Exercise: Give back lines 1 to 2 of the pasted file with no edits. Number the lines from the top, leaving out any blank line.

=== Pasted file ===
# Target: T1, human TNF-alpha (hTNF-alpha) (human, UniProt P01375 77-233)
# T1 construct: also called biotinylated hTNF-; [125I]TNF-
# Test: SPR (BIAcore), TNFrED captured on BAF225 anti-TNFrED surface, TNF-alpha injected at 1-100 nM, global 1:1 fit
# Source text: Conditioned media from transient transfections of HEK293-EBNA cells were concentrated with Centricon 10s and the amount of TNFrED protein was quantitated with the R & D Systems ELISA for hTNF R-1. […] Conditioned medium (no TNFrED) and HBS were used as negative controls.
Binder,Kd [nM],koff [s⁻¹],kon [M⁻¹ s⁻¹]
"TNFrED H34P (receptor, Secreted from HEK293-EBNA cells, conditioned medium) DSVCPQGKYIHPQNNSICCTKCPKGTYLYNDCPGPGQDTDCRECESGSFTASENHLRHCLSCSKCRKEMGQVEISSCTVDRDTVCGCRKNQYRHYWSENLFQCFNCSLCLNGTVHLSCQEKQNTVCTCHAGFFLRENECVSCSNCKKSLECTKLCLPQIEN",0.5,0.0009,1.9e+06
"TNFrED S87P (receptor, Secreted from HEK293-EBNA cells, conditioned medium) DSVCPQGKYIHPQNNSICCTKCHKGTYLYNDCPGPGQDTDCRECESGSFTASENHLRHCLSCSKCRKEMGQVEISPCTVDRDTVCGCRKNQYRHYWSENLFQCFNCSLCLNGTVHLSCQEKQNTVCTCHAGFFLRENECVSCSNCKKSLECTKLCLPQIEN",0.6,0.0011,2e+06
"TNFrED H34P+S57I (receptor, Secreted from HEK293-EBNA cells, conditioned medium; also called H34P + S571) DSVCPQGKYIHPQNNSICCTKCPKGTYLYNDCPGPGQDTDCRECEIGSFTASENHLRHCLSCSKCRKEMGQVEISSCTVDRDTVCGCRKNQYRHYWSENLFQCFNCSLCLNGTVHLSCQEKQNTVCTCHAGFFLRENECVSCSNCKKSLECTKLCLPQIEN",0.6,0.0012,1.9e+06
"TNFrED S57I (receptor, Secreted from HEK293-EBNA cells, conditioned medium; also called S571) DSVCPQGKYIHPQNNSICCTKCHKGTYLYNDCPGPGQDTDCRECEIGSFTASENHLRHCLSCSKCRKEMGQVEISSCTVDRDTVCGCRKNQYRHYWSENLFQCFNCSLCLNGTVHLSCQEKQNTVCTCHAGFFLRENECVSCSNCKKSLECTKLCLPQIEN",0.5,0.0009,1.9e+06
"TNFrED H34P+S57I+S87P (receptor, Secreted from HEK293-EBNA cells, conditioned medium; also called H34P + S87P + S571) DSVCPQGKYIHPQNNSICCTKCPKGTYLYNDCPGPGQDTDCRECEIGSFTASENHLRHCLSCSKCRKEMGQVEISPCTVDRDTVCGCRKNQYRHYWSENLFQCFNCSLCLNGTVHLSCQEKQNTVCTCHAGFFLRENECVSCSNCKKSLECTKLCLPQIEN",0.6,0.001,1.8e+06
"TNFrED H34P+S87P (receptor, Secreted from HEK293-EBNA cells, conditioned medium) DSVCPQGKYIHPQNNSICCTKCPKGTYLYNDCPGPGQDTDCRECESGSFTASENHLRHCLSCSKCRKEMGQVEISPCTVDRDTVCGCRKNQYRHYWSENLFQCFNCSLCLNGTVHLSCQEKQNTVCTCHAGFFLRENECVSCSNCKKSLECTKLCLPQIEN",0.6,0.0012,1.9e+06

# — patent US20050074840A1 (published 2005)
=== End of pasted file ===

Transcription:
# Target: T1, human TNF-alpha (hTNF-alpha) (human, UniProt P01375 77-233)
# T1 construct: also called biotinylated hTNF-; [125I]TNF-